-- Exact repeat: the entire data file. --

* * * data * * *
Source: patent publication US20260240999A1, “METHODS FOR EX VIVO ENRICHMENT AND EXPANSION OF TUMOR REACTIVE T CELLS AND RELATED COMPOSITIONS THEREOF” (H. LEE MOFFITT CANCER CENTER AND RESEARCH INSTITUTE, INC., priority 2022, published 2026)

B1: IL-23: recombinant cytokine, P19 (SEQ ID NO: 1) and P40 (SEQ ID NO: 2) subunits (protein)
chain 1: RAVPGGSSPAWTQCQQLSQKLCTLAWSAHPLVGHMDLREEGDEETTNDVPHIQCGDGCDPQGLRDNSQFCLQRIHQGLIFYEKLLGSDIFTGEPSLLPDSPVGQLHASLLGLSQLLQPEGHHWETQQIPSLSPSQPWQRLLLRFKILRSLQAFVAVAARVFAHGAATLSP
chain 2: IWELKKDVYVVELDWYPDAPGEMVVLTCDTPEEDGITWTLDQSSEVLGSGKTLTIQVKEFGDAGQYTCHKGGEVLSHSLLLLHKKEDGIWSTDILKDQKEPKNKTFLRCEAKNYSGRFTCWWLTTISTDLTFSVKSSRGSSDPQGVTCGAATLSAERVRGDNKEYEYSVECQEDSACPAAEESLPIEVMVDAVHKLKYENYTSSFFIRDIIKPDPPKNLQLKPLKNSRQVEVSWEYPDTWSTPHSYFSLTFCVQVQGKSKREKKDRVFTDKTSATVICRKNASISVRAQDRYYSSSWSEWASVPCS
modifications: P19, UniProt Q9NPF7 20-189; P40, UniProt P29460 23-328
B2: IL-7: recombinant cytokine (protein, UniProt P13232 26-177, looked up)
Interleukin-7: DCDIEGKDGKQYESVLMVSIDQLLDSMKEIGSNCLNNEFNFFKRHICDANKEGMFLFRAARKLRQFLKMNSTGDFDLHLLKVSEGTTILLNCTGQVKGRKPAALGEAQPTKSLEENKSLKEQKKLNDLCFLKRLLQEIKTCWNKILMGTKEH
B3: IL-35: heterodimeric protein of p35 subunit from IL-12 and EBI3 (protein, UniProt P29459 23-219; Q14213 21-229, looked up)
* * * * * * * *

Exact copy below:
Source: patent publication US20260240999A1, “METHODS FOR EX VIVO ENRICHMENT AND EXPANSION OF TUMOR REACTIVE T CELLS AND RELATED COMPOSITIONS THEREOF” (H. LEE MOFFITT CANCER CENTER AND RESEARCH INSTITUTE, INC., priority 2022, published 2026)

B1: IL-23: recombinant cytokine, P19 (SEQ ID NO: 1) and P40 (SEQ ID NO: 2) subunits (protein)
chain 1: RAVPGGSSPAWTQCQQLSQKLCTLAWSAHPLVGHMDLREEGDEETTNDVPHIQCGDGCDPQGLRDNSQFCLQRIHQGLIFYEKLLGSDIFTGEPSLLPDSPVGQLHASLLGLSQLLQPEGHHWETQQIPSLSPSQPWQRLLLRFKILRSLQAFVAVAARVFAHGAATLSP
chain 2: IWELKKDVYVVELDWYPDAPGEMVVLTCDTPEEDGITWTLDQSSEVLGSGKTLTIQVKEFGDAGQYTCHKGGEVLSHSLLLLHKKEDGIWSTDILKDQKEPKNKTFLRCEAKNYSGRFTCWWLTTISTDLTFSVKSSRGSSDPQGVTCGAATLSAERVRGDNKEYEYSVECQEDSACPAAEESLPIEVMVDAVHKLKYENYTSSFFIRDIIKPDPPKNLQLKPLKNSRQVEVSWEYPDTWSTPHSYFSLTFCVQVQGKSKREKKDRVFTDKTSATVICRKNASISVRAQDRYYSSSWSEWASVPCS
modifications: P19, UniProt Q9NPF7 20-189; P40, UniProt P29460 23-328
B2: IL-7: recombinant cytokine (protein, UniProt P13232 26-177, looked up)
Interleukin-7: DCDIEGKDGKQYESVLMVSIDQLLDSMKEIGSNCLNNEFNFFKRHICDANKEGMFLFRAARKLRQFLKMNSTGDFDLHLLKVSEGTTILLNCTGQVKGRKPAALGEAQPTKSLEENKSLKEQKKLNDLCFLKRLLQEIKTCWNKILMGTKEH
B3: IL-35: heterodimeric protein of p35 subunit from IL-12 and EBI3 (protein, UniProt P29459 23-219; Q14213 21-229, looked up)